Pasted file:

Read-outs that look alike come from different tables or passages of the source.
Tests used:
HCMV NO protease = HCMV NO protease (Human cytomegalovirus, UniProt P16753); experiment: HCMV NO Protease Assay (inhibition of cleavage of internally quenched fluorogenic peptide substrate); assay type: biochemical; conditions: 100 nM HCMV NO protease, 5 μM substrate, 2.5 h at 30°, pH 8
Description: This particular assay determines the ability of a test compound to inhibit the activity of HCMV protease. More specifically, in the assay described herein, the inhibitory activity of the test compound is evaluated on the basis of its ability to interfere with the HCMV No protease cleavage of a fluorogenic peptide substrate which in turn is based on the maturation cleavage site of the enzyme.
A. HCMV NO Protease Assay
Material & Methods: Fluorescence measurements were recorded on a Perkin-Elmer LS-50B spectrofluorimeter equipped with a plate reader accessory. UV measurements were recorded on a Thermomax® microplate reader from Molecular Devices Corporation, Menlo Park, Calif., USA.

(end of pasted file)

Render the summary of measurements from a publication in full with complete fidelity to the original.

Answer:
Read-outs that look alike come from different tables or passages of the source.
Tests used:
HCMV NO protease = HCMV NO protease (Human cytomegalovirus, UniProt P16753); experiment: HCMV NO Protease Assay (inhibition of cleavage of internally quenched fluorogenic peptide substrate); assay type: biochemical; conditions: 100 nM HCMV NO protease, 5 μM substrate, 2.5 h at 30°, pH 8
Description: This particular assay determines the ability of a test compound to inhibit the activity of HCMV protease. More specifically, in the assay described herein, the inhibitory activity of the test compound is evaluated on the basis of its ability to interfere with the HCMV No protease cleavage of a fluorogenic peptide substrate which in turn is based on the maturation cleavage site of the enzyme.
A. HCMV NO Protease Assay
Material & Methods: Fluorescence measurements were recorded on a Perkin-Elmer LS-50B spectrofluorimeter equipped with a plate reader accessory. UV measurements were recorded on a Thermomax® microplate reader from Molecular Devices Corporation, Menlo Park, Calif., USA.